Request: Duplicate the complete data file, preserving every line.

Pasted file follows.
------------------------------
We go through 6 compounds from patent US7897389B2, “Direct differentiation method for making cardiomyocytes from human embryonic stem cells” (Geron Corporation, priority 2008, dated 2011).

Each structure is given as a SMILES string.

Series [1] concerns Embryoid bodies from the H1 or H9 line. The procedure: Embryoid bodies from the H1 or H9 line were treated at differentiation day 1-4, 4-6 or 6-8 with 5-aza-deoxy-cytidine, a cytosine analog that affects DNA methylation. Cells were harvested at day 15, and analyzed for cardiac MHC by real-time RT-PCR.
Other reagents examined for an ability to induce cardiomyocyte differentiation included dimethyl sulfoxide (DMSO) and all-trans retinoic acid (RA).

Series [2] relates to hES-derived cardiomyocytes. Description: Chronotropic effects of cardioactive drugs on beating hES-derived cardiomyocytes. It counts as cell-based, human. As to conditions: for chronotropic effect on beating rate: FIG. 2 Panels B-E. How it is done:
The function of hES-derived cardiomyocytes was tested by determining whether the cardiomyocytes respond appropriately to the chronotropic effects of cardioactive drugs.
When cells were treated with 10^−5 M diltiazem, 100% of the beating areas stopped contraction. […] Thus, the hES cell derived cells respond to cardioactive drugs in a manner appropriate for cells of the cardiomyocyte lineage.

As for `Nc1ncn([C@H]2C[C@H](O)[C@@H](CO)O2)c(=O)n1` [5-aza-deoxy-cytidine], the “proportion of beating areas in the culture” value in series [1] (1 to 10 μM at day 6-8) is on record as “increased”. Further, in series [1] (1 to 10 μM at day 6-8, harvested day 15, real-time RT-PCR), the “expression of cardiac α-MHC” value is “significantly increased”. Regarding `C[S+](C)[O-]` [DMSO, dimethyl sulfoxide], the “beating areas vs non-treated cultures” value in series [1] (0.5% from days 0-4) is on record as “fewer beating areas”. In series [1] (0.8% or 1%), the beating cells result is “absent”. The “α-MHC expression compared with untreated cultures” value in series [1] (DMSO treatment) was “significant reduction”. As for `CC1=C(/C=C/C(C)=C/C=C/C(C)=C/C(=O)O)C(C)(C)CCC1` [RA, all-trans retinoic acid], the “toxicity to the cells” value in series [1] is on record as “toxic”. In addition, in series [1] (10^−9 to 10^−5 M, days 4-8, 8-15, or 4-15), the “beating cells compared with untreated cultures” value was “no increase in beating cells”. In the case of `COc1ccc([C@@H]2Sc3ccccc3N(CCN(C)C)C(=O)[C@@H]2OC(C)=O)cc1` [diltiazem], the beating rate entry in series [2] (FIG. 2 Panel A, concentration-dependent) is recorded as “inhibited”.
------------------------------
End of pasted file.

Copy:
We go through 6 compounds from patent US7897389B2, “Direct differentiation method for making cardiomyocytes from human embryonic stem cells” (Geron Corporation, priority 2008, dated 2011).

Each structure is given as a SMILES string.

Series [1] concerns Embryoid bodies from the H1 or H9 line. The procedure: Embryoid bodies from the H1 or H9 line were treated at differentiation day 1-4, 4-6 or 6-8 with 5-aza-deoxy-cytidine, a cytosine analog that affects DNA methylation. Cells were harvested at day 15, and analyzed for cardiac MHC by real-time RT-PCR.
Other reagents examined for an ability to induce cardiomyocyte differentiation included dimethyl sulfoxide (DMSO) and all-trans retinoic acid (RA).

Series [2] relates to hES-derived cardiomyocytes. Description: Chronotropic effects of cardioactive drugs on beating hES-derived cardiomyocytes. It counts as cell-based, human. As to conditions: for chronotropic effect on beating rate: FIG. 2 Panels B-E. How it is done:
The function of hES-derived cardiomyocytes was tested by determining whether the cardiomyocytes respond appropriately to the chronotropic effects of cardioactive drugs.
When cells were treated with 10^−5 M diltiazem, 100% of the beating areas stopped contraction. […] Thus, the hES cell derived cells respond to cardioactive drugs in a manner appropriate for cells of the cardiomyocyte lineage.

As for `Nc1ncn([C@H]2C[C@H](O)[C@@H](CO)O2)c(=O)n1` [5-aza-deoxy-cytidine], the “proportion of beating areas in the culture” value in series [1] (1 to 10 μM at day 6-8) is on record as “increased”. Further, in series [1] (1 to 10 μM at day 6-8, harvested day 15, real-time RT-PCR), the “expression of cardiac α-MHC” value is “significantly increased”. Regarding `C[S+](C)[O-]` [DMSO, dimethyl sulfoxide], the “beating areas vs non-treated cultures” value in series [1] (0.5% from days 0-4) is on record as “fewer beating areas”. In series [1] (0.8% or 1%), the beating cells result is “absent”. The “α-MHC expression compared with untreated cultures” value in series [1] (DMSO treatment) was “significant reduction”. As for `CC1=C(/C=C/C(C)=C/C=C/C(C)=C/C(=O)O)C(C)(C)CCC1` [RA, all-trans retinoic acid], the “toxicity to the cells” value in series [1] is on record as “toxic”. In addition, in series [1] (10^−9 to 10^−5 M, days 4-8, 8-15, or 4-15), the “beating cells compared with untreated cultures” value was “no increase in beating cells”. In the case of `COc1ccc([C@@H]2Sc3ccccc3N(CCN(C)C)C(=O)[C@@H]2OC(C)=O)cc1` [diltiazem], the beating rate entry in series [2] (FIG. 2 Panel A, concentration-dependent) is recorded as “inhibited”.